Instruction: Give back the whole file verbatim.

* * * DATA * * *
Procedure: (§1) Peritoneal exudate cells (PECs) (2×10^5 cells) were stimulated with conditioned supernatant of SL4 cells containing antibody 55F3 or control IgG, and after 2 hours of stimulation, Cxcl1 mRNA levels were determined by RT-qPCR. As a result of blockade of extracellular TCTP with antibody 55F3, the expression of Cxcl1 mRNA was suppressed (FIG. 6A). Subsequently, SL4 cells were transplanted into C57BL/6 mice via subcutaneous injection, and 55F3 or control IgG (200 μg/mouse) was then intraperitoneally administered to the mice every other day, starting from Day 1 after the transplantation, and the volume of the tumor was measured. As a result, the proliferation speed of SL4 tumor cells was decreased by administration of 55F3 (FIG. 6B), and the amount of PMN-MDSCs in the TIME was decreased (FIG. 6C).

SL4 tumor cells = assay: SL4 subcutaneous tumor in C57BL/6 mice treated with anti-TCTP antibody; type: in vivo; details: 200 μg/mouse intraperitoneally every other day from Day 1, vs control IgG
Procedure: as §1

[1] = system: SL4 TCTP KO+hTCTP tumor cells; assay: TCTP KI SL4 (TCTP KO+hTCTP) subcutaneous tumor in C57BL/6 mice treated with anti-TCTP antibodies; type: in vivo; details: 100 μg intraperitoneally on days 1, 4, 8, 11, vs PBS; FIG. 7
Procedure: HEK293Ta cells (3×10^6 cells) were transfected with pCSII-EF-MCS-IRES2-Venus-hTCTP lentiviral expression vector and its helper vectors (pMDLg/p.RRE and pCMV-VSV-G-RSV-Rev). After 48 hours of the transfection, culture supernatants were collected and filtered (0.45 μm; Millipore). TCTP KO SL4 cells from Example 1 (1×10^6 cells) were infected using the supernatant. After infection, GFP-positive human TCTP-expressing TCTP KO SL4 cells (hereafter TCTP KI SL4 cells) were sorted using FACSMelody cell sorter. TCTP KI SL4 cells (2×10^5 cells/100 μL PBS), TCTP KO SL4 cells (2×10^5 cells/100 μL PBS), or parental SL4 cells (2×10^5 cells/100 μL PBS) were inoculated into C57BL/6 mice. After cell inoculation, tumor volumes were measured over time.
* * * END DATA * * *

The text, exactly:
Procedure: (§1) Peritoneal exudate cells (PECs) (2×10^5 cells) were stimulated with conditioned supernatant of SL4 cells containing antibody 55F3 or control IgG, and after 2 hours of stimulation, Cxcl1 mRNA levels were determined by RT-qPCR. As a result of blockade of extracellular TCTP with antibody 55F3, the expression of Cxcl1 mRNA was suppressed (FIG. 6A). Subsequently, SL4 cells were transplanted into C57BL/6 mice via subcutaneous injection, and 55F3 or control IgG (200 μg/mouse) was then intraperitoneally administered to the mice every other day, starting from Day 1 after the transplantation, and the volume of the tumor was measured. As a result, the proliferation speed of SL4 tumor cells was decreased by administration of 55F3 (FIG. 6B), and the amount of PMN-MDSCs in the TIME was decreased (FIG. 6C).

SL4 tumor cells = assay: SL4 subcutaneous tumor in C57BL/6 mice treated with anti-TCTP antibody; type: in vivo; details: 200 μg/mouse intraperitoneally every other day from Day 1, vs control IgG
Procedure: as §1

[1] = system: SL4 TCTP KO+hTCTP tumor cells; assay: TCTP KI SL4 (TCTP KO+hTCTP) subcutaneous tumor in C57BL/6 mice treated with anti-TCTP antibodies; type: in vivo; details: 100 μg intraperitoneally on days 1, 4, 8, 11, vs PBS; FIG. 7
Procedure: HEK293Ta cells (3×10^6 cells) were transfected with pCSII-EF-MCS-IRES2-Venus-hTCTP lentiviral expression vector and its helper vectors (pMDLg/p.RRE and pCMV-VSV-G-RSV-Rev). After 48 hours of the transfection, culture supernatants were collected and filtered (0.45 μm; Millipore). TCTP KO SL4 cells from Example 1 (1×10^6 cells) were infected using the supernatant. After infection, GFP-positive human TCTP-expressing TCTP KO SL4 cells (hereafter TCTP KI SL4 cells) were sorted using FACSMelody cell sorter. TCTP KI SL4 cells (2×10^5 cells/100 μL PBS), TCTP KO SL4 cells (2×10^5 cells/100 μL PBS), or parental SL4 cells (2×10^5 cells/100 μL PBS) were inoculated into C57BL/6 mice. After cell inoculation, tumor volumes were measured over time.